"Hell, I warned you/I said, boy, leave me alone and now I'm asking/Where do you want it?"
— "Where Do You Want It" by Dale Watson
"I'm a wacko from Waco, ain't no doubt about it/Shot a man there in the head but can't talk too much about it."
— "Wacko from Waco" by Billy Joe Shaver
Writing songs has always come naturally for outlaw-country poet and singer Billy Joe Shaver. The hell-raising author of honky-tonk standards such as "I'm Just an Old Chunk of Coal" and "Georgia on a Fast Train" says that he's never once experienced the phenomenon known as writer's block.
"I just write about myself and the things I've done," Shaver says. "So there's no end to the stuff I can write about."
That's no overstatement. Shaver's biography is a story that covers everything from losing fingers to cotton picking to gunfights, addiction, suicide attempts, and, ultimately, divine intervention. It reads like a tall tale or the kind of screenplay the Coen brothers might write should they ever turn their attention to the rich musical culture of the Lone Star state. Shaver is a writer's writer whose songs have been recorded by such notable songsmiths as Kris Kristofferson, Willie Nelson, and Waylon Jennings, to name but a few of Shaver's famous admirers. He's also been written about a time or two, showing up as a character in songs by Bob Dylan and by Shaver's fellow Texan, Dale Watson.
Watson, who is currently busy trying to rebrand traditional honky-tonk music as "Ameripolitan" in order to distinguish it from Nashville country, says he's especially moved by Shaver's phrasing and the attention his old friend devotes to the little details that make a song come alive.
"I believe Billy really is the hillbilly Shakespeare — or the cowboy Shakespeare — and I believe he probably writes songs in his sleep," says Watson, whose own songs often have a Shaver-esque quality. "And I'll tell you what else," he adds, demonstrating a natural proclivity for legend making. "If a woman ever wanted to make some real money, she'd sleep with Billy Joe Shaver and write down everything he says in his sleep."
Shaver and Watson are both coming to Memphis this month, playing back-to-back shows at the Hi-Tone and Blues City Café on September 18th and 19th, respectively. This convergence seemed as good an excuse as any to get two old friends talking about a pair of songs that they wrote about the same 2007 shooting that occurred at a joint called Papa Joe's.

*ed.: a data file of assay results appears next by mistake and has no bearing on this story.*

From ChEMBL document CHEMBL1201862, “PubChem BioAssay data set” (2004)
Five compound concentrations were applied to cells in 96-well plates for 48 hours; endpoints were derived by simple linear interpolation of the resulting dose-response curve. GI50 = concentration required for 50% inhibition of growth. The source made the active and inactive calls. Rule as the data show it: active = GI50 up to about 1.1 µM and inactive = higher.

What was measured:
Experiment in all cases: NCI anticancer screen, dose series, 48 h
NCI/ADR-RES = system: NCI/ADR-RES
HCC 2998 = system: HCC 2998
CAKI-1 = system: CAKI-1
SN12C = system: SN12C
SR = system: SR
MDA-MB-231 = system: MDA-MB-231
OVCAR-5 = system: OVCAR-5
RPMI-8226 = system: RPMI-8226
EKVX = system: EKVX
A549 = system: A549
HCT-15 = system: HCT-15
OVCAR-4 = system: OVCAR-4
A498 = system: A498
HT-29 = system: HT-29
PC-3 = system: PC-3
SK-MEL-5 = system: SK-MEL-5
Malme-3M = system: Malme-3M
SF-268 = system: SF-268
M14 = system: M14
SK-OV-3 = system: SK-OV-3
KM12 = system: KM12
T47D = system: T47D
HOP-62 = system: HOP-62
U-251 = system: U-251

Watson's song "Where Do You Want It" is a lighthearted interpretation of the event as described by the Texas media. Shaver's "Wacko from Waco" is a slightly unhinged, boots-on-the-ground accounting from the triggerman himself. Both songs are written in the hard-corn dance-floor style popularized by Waylon Jennings in the '70s, back when Jennings was recording whole albums of Shaver material.
The story as we know it: On April 2, 2007, the police in Lorena, Texas, issued an arrest warrant for Shaver, who had gotten into an altercation with bar patron Billy Bryant Coker. Shaver subsequently shot Coker in the face with a handgun.
"This was big news in Texas," Watson says. "It was in the newspapers and on TV for two or three days."
Watson got the idea for "Where Do You Want It" while he was playing a regular happy-hour gig at a place called Ginny's Longhorn Saloon, where, in addition to all the picking and grinning, he serves as the master of ceremonies for Chicken Shit Bingo, a game that involves a live chicken, some feed, and an enormous poop-stained bingo card.
"This DJ friend of mine said, 'You know, you should write a song about Billy,'" Watson explains. The title came immediately, inspired by a quote ascribed to Shaver by witnesses who claimed to have heard Shaver giving Coker an option to choose where he wanted to take the bullet.
"I started writing it onstage right there, and I thought, hey, this sounds pretty good," Watson says. But before proceeding any further with the song, he decided to call and ask for his friend's permission to continue.
"I told him I didn't say that," Shaver insists, laughing over Watson's timing. "You call me up before I've even turned myself in, and you've already written a song?"
"The prosecution used that line against me all the way," says Shaver, who claimed self-defense and was eventually acquitted. "I wrote 'Wacko from Waco' to set the record straight."
Even though Shaver knew the line attributed to him was going to make his case more difficult, he also knows that a writer has to sing his song. He gave Watson permission to perform the song but with one condition. "Tell them I never said that," Shaver requested. And to this day, in spite of the acquittal, Watson honors his friend's wish in the form of a comic monologue that never seems to come out exactly the same way twice.
In addition to nonstop touring, Watson is hard at work planning the first Ameripolitan awards showcase, which is scheduled for February 2014, with performances by acts like the Derailers and Big Sandy & His Fly-Rite Boys. Shaver is finishing an album and on the verge of releasing a new single titled "It's Hard To Be an Outlaw That Isn't Wanted Anymore."
Billy Joe Shaver
Wednesday, September 18th
Blues City Café
Thursday, September 19th